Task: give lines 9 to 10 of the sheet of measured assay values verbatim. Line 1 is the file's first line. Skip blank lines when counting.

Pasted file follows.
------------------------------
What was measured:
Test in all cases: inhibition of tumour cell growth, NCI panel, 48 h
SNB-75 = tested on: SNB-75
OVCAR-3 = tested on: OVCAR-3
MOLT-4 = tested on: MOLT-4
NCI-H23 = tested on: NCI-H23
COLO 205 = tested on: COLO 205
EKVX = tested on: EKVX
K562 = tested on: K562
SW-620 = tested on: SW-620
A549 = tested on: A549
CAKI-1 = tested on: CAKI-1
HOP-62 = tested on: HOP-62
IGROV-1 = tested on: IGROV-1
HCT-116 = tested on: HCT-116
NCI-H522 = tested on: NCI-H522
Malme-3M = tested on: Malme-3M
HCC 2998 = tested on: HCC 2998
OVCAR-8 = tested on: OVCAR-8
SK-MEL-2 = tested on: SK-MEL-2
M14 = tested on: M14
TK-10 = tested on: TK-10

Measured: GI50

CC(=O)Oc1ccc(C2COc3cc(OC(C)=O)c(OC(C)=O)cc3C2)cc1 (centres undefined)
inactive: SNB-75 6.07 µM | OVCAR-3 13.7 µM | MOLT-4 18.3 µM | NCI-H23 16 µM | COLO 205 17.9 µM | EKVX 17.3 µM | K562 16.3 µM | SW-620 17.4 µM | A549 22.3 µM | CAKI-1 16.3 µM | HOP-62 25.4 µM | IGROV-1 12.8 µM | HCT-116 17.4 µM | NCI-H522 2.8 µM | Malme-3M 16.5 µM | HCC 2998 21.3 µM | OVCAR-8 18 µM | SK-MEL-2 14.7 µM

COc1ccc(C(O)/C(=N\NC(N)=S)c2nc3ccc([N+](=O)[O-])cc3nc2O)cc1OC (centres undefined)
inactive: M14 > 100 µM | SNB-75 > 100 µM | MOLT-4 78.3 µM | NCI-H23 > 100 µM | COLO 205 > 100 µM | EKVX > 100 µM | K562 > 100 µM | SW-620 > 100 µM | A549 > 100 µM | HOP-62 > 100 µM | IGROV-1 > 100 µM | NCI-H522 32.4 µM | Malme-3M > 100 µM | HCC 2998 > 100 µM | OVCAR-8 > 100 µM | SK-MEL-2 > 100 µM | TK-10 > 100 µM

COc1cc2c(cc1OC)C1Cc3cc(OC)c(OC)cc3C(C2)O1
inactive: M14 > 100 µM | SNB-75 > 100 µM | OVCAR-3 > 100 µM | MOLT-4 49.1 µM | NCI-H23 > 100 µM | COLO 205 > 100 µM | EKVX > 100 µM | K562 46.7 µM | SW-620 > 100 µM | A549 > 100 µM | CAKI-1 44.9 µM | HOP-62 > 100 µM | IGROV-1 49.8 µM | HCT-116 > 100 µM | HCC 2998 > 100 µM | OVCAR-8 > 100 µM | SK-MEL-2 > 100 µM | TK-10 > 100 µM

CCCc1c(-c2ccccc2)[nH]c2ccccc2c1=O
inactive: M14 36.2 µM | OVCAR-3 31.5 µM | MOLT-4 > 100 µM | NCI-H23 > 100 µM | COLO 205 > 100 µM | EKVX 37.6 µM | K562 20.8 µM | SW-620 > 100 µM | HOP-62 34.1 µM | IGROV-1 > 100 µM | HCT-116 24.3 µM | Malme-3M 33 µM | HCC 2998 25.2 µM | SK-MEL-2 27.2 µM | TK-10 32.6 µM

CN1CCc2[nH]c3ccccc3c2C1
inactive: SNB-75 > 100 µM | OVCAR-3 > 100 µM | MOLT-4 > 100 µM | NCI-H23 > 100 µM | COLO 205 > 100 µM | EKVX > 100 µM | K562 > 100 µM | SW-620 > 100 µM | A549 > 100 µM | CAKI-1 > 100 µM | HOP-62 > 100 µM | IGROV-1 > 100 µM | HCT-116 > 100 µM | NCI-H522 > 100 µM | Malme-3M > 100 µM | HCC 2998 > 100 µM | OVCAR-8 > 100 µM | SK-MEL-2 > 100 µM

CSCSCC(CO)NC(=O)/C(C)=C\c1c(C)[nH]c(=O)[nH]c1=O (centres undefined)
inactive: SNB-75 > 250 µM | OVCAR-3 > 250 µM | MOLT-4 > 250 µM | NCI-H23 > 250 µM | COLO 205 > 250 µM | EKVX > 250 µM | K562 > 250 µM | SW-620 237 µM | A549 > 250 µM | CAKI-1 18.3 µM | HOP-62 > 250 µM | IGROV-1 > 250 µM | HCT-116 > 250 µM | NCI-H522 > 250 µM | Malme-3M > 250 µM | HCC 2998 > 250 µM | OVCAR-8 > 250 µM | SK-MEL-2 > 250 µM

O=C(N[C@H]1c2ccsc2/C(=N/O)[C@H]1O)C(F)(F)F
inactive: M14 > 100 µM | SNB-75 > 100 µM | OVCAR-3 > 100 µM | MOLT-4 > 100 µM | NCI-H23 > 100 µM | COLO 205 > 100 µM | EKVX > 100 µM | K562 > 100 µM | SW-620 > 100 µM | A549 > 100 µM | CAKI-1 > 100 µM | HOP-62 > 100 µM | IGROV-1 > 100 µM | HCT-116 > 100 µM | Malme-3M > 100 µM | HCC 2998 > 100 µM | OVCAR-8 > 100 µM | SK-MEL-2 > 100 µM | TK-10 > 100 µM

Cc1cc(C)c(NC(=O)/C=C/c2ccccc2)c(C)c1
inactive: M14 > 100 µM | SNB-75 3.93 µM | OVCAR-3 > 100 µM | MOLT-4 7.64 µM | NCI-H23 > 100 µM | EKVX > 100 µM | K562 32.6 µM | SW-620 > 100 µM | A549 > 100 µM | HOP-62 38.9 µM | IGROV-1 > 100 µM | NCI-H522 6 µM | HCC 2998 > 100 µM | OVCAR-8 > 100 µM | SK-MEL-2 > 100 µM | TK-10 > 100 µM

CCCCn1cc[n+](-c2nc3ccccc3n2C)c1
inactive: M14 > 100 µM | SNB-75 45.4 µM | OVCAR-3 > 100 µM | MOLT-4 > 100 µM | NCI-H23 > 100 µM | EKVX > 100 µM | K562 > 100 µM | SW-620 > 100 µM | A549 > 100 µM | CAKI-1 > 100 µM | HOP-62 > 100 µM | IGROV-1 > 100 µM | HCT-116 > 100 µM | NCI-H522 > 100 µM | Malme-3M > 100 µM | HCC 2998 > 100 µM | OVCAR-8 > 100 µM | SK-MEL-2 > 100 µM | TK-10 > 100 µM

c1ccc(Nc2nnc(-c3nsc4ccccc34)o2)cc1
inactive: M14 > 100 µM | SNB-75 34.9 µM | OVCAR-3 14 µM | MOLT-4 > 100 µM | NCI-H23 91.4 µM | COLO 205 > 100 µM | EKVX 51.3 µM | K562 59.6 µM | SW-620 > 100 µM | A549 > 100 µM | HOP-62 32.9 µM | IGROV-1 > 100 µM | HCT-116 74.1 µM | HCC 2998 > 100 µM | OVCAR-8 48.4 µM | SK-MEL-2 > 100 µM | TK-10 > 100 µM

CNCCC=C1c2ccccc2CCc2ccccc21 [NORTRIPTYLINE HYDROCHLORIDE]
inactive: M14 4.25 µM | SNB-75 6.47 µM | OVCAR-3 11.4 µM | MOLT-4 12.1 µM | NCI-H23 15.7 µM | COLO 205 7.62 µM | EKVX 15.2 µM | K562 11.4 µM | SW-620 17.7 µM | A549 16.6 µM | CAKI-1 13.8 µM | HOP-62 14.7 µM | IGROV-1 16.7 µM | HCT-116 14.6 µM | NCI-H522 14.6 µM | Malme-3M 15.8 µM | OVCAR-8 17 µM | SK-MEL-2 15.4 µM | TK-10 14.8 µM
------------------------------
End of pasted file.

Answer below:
K562 = tested on: K562
SW-620 = tested on: SW-620